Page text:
Should You Wear a Walking Boot All Day?

Check with your doctor first. In general, you should wear a cast boot during the day, but it can be removed in the evening while you are resting and off the foot. Keep the leg elevated on pillows to reduce swelling when you remove the boot. You can also remove the boot when showering. 

You may be able to return to an athletic shoe after 10-12 weeks depending on how the bone is healing. 

hiking boots

Will Walking on a Fractured Cuboid Make It Worse?

Walking on a displaced fracture can cause it to displace further and worsen the deformity present in the foot. Not only that, walking can slow healing time due to the weight-bearing forces present at the fracture site. It is important to stay off of your foot after cuboid surgery to prevent complications. 

driving foot
Can You Drive With a Cuboid Fracture?

It may take 3 months before you are fully able to drive comfortably. This is because when you sustain a fracture, it takes a minimum of 6-8 weeks for the bone to heal. Not only that, you may struggle to walk for a while after your bone heals due to weakness of your leg muscles.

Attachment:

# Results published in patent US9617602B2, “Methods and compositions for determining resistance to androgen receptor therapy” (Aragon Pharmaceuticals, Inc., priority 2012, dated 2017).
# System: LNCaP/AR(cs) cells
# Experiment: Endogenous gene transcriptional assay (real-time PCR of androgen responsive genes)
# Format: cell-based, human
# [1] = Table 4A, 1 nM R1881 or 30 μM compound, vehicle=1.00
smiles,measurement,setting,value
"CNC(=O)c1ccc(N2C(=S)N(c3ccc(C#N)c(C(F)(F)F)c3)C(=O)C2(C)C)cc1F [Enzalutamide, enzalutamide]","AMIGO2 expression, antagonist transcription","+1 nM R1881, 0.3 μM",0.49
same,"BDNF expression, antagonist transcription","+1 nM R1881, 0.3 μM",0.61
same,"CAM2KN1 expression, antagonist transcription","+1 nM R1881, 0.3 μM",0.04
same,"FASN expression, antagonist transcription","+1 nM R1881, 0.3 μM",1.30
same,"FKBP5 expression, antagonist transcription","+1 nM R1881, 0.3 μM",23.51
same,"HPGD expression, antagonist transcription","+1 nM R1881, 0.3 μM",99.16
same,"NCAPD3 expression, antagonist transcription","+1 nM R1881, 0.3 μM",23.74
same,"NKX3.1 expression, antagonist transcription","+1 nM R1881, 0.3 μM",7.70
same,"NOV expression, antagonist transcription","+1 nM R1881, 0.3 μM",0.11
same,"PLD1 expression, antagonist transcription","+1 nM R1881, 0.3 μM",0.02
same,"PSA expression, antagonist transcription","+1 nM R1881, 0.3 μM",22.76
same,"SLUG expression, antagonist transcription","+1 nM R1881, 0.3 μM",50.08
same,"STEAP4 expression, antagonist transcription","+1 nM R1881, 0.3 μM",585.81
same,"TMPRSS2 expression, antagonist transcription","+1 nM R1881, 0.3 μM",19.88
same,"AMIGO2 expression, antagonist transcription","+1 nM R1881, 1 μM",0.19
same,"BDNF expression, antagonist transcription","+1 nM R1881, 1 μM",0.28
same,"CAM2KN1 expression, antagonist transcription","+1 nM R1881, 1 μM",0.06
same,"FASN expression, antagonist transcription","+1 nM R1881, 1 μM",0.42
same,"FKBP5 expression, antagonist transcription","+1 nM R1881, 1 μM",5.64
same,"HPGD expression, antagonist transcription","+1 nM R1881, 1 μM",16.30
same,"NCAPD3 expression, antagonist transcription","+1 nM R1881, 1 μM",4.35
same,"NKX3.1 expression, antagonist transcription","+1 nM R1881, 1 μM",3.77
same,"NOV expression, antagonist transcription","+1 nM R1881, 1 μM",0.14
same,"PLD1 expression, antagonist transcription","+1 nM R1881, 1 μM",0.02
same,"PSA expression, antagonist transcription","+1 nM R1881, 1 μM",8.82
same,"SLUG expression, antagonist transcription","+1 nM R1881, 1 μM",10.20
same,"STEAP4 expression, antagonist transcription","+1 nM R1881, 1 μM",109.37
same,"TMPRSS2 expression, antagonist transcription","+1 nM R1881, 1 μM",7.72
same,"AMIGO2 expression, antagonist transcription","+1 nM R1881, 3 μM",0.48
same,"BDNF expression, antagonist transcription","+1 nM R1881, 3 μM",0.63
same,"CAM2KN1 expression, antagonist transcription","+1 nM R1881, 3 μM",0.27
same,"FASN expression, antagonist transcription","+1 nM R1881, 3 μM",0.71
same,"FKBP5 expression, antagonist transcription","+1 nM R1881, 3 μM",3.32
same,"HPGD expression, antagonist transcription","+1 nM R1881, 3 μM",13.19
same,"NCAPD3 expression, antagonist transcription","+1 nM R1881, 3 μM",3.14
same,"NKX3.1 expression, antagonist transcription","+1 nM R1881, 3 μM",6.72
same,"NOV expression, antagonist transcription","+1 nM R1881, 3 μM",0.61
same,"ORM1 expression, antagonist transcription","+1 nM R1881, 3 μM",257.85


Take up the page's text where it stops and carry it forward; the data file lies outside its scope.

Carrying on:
You may need physical therapy to help you walk normally. When you can walk comfortably, you should be able to drive. 

If the fracture occurred in the foot that you don’t use to drive, you will need to speak to your doctor to see if it would be appropriate for you to drive. 

You should never drive with a cast on. You should also never drive while taking narcotics. This can increase your risk for an accident. 

What Happens if a Cuboid Fracture Is Left Untreated?

A cuboid fracture is a serious injury and should be treated as such. Long term complications can occur if the cuboid fracture is left untreated. Chronic instability of the midfoot joints and pain can occur.